Customizable liquidity positions, along with single-sided asset provisioning, allow for a new style of swapping with automated market makers: the range order.
In typical order book markets, anyone can easily set a limit order: to buy or sell an asset at a specific predetermined price, allowing the order to be filled at an indeterminate time in the future.
With Uniswap V3, one can approximate a limit order by providing a single asset as liquidity within a specific range. Like traditional limit orders, range orders may be set with the expectation they will execute at some point in the future, with the target asset available for withdrawal after the spot price has crossed the full range of the order.
Unlike some markets where limit orders may incur fees, the range order maker generates fees while the order is filled. This is due to the range order technically being a form of liquidity provisioning rather than a typical swap.
The nature of AMM design makes some styles of limit orders possible, while others cannot be replicated. The following are four examples of range orders and their traditional counterparts; the first two are possible, the second two are not.
One important distinction: range orders, unlike traditional limit orders, will be unfilled if the spot price crosses the given range and then reverses to recross in the opposite direction before the target asset is withdrawn. While you will be earning LP fees during this time, if the goal is to exit fully in the desired destination asset, you will need to keep an eye on the order and either manually remove your liquidity when the order has been filled or use a third party position manager service to withdraw on your behalf.
The current price of a DAI / ETH pool is 1,500 DAI / ETH. You would like to sell your ETH for DAI when the price of ETH reaches 1,600 DAI / ETH. This is possible, as the price space above the spot price is denominated in the higher valued asset, ETH. You can provide ETH at a price of 1,600 DAI / ETH and have the order filled when the spot price crosses your position.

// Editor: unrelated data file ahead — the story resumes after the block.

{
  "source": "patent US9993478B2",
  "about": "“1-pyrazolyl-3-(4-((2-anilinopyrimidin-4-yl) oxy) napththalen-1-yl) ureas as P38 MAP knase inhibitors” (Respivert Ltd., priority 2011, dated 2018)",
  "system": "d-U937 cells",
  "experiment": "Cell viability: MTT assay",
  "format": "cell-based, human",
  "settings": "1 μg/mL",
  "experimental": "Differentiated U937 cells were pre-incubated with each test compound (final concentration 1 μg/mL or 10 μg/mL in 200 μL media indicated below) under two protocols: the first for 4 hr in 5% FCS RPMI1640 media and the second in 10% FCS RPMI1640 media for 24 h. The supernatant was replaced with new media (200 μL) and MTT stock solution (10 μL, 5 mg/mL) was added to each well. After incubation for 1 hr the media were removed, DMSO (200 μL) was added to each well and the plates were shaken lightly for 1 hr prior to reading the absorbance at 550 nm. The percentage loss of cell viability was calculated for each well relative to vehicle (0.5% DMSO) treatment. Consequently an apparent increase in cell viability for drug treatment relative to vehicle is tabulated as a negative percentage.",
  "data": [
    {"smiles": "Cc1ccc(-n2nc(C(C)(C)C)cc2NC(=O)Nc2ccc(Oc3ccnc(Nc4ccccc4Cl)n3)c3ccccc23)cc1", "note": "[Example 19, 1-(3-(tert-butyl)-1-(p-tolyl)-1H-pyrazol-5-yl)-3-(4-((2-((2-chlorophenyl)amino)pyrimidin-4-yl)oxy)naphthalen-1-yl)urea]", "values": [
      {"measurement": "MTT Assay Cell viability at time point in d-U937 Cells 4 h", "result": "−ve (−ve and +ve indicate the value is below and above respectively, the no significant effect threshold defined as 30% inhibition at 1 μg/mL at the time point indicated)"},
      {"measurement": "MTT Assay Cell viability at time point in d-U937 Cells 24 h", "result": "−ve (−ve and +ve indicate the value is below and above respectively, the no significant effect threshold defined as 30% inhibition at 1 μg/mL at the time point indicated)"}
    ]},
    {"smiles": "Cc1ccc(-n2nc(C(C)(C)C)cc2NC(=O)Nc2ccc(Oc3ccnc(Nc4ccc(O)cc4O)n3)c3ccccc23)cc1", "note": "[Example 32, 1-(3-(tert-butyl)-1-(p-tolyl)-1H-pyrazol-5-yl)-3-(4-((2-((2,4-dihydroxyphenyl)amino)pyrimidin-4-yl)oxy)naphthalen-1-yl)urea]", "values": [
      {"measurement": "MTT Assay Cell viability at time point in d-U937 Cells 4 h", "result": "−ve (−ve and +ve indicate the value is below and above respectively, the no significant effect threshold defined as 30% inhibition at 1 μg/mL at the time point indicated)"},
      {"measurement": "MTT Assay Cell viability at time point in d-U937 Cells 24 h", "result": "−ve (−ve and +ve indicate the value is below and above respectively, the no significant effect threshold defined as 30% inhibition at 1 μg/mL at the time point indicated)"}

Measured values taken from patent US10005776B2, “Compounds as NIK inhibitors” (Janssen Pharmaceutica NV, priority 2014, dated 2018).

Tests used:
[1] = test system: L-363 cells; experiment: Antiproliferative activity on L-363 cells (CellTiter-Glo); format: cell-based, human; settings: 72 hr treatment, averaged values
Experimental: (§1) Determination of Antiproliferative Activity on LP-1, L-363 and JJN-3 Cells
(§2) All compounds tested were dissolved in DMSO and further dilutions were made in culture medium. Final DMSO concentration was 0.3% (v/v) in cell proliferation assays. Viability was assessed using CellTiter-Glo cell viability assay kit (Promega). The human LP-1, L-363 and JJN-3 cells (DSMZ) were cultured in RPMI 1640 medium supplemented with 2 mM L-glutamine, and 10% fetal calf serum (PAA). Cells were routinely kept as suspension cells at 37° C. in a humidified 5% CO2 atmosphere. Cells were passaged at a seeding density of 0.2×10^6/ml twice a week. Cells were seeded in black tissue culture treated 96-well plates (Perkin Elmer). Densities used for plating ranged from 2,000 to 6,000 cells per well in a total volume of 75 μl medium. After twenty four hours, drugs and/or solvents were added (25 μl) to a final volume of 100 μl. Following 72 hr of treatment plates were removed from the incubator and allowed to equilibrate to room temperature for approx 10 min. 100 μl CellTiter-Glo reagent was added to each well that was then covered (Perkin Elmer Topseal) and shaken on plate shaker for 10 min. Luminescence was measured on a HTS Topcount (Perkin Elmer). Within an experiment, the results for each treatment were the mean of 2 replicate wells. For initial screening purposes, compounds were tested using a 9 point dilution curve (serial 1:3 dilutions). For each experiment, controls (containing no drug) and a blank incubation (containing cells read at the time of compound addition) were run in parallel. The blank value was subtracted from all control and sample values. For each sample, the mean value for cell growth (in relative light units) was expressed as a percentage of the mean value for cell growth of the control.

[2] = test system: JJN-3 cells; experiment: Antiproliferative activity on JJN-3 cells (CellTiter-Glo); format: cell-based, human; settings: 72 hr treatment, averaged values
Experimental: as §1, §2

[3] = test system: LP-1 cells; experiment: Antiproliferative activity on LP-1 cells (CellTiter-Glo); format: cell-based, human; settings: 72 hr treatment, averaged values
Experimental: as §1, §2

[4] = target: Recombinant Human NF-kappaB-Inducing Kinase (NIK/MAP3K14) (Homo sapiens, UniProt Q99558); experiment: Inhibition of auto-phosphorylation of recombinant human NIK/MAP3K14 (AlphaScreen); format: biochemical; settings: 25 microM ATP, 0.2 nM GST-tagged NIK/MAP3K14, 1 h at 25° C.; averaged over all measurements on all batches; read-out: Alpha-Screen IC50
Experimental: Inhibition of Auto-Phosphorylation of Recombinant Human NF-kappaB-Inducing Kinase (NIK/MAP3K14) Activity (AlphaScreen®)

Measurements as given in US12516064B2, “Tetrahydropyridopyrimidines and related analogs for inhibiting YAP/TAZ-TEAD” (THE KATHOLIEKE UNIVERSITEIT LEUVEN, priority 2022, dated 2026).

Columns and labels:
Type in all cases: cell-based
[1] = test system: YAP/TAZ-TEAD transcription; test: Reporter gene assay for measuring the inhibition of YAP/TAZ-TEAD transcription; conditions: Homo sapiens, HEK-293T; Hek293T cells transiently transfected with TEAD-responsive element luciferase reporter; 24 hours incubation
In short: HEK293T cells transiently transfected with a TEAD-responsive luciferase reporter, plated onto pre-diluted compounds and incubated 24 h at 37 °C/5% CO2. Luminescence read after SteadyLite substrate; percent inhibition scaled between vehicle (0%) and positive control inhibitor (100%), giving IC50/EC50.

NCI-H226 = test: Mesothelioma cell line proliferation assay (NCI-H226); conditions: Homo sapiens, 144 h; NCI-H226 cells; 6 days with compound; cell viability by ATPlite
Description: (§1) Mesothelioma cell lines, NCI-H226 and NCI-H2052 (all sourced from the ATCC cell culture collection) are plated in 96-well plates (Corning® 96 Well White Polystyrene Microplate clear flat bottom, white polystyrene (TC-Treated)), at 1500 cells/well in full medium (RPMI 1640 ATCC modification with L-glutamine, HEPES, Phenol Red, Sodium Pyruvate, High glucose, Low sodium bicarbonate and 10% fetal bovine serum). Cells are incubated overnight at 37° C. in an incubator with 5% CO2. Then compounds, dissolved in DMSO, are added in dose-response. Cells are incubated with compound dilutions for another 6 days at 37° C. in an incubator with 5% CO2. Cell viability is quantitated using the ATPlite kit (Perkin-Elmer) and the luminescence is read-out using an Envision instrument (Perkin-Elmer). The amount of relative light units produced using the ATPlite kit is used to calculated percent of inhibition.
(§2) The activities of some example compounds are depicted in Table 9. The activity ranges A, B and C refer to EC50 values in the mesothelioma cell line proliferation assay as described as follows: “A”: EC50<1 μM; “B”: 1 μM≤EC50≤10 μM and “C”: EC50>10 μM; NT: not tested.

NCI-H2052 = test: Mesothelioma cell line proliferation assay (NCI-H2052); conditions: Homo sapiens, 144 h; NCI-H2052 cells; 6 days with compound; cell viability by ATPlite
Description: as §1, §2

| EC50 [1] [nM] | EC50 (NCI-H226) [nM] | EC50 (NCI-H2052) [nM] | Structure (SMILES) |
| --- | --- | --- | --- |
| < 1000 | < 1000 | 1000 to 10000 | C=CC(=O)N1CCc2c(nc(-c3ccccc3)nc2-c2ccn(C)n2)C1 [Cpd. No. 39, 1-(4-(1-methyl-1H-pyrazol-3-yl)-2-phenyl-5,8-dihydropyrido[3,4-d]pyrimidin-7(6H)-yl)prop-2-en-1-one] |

The Current price of a DAI / ETH pool is 1,500 DAI / ETH. You expect that ETH will rebound after it drops to 1,000 at the next market downturn, so you would like to place a range order swapping DAI to ETH at the price of 1,000 DAI / ETH. This is possible, as the price space below the spot price is denominated in the lower-priced asset, DAI. You can provide DAI at the price of 1,000 DAI / ETH, which will be swapped for ETH when the spot price of ETH drops past 1,000 DAI / ETH.
As the above examples show, in Uniswap V3, the two paired assets in a given pool are separated above and below the spot price, with the higher price asset available above the spot price and the lower-priced asset below.
The following examples show limit order styles that are unable to be replicated due to the separation of assets in price space.
The current price of a DAI / ETH pool is 1,500 DAI / ETH. You expect the price of ETH to rocket up to 3,000 once it hits 2,000 DAI/ ETH, So you would like to place a range order from DAI to ETH at a price of 2,000 DAI/ETH. This is not possible as the price space above 1,500 DAI / ETH is denominated in ETH - and thus, you cannot provide the DAI necessary at your desired price to be swapped into ETH.
The current price of a DAI / ETH pool is 1,500 DAI / ETH. You expect once the price of ETH drops to below 1,000, it will tank to 200. So you would like to place a range order from ETH to DAI at a price of 1,000. This is not possible as the price space below the spot price is denominated in DAI, and so you cannot allocate the ETH necessary at 1,000 to be swapped into DAI.
The fees due to your liquidity position will be denominated in both tokens of the given pair. In any of the above examples, after swapping ETH for DAI, or DAI for ETH, a small amount of both ETH and DAI will be due to your account as liquidity provisioning rewards.
Approaches to concentration when setting range orders are up to the user. Selecting a wider range may generate more fees if there is price churn within your range, at the cost of increasing the risk of having your order unfilled if the spot price reverses before completing your full range.